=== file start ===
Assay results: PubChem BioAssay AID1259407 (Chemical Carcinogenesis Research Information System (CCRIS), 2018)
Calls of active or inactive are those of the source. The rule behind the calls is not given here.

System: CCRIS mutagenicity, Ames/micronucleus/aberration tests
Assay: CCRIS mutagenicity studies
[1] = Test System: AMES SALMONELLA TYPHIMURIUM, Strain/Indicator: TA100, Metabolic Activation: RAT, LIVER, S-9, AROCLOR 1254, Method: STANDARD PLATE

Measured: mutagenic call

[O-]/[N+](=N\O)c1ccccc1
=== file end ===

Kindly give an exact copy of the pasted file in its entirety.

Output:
Assay results: PubChem BioAssay AID1259407 (Chemical Carcinogenesis Research Information System (CCRIS), 2018)
Calls of active or inactive are those of the source. The rule behind the calls is not given here.

System: CCRIS mutagenicity, Ames/micronucleus/aberration tests
Assay: CCRIS mutagenicity studies
[1] = Test System: AMES SALMONELLA TYPHIMURIUM, Strain/Indicator: TA100, Metabolic Activation: RAT, LIVER, S-9, AROCLOR 1254, Method: STANDARD PLATE

Measured: mutagenic call

[O-]/[N+](=N\O)c1ccccc1